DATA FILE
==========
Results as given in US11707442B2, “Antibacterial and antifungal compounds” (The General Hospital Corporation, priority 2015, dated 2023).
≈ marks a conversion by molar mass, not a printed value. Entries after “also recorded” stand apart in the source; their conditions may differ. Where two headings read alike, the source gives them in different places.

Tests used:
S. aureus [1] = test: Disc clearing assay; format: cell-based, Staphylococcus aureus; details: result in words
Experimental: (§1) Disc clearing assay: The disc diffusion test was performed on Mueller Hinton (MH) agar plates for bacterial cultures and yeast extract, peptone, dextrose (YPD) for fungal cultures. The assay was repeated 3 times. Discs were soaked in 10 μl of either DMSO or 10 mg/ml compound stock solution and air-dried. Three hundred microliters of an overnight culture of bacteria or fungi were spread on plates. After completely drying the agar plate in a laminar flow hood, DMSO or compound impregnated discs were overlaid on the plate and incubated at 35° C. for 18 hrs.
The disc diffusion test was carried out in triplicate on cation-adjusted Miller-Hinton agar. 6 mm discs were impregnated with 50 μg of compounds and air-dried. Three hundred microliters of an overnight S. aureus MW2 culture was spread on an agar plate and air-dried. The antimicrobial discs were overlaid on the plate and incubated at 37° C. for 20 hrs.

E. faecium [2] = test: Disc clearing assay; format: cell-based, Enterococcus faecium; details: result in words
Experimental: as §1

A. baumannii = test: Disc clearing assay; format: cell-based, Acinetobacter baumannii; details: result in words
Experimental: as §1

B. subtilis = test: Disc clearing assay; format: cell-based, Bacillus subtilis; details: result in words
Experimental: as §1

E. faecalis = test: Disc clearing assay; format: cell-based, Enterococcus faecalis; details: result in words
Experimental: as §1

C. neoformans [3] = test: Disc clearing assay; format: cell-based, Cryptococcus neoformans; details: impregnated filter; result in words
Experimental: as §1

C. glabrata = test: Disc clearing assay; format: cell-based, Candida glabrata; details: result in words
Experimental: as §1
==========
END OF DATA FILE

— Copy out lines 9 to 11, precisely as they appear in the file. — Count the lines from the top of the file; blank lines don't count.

A. baumannii = test: Disc clearing assay; format: cell-based, Acinetobacter baumannii; details: result in words
Experimental: as §1

B. subtilis = test: Disc clearing assay; format: cell-based, Bacillus subtilis; details: result in words